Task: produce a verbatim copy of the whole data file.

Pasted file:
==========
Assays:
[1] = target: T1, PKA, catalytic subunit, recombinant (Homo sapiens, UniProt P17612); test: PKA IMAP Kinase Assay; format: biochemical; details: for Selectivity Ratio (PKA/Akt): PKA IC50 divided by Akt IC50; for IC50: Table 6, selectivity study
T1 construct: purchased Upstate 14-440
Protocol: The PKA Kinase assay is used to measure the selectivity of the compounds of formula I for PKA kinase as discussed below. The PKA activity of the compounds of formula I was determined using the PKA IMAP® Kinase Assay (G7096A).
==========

Assays:
[1] = target: T1, PKA, catalytic subunit, recombinant (Homo sapiens, UniProt P17612); test: PKA IMAP Kinase Assay; format: biochemical; details: for Selectivity Ratio (PKA/Akt): PKA IC50 divided by Akt IC50; for IC50: Table 6, selectivity study
T1 construct: purchased Upstate 14-440
Protocol: The PKA Kinase assay is used to measure the selectivity of the compounds of formula I for PKA kinase as discussed below. The PKA activity of the compounds of formula I was determined using the PKA IMAP® Kinase Assay (G7096A).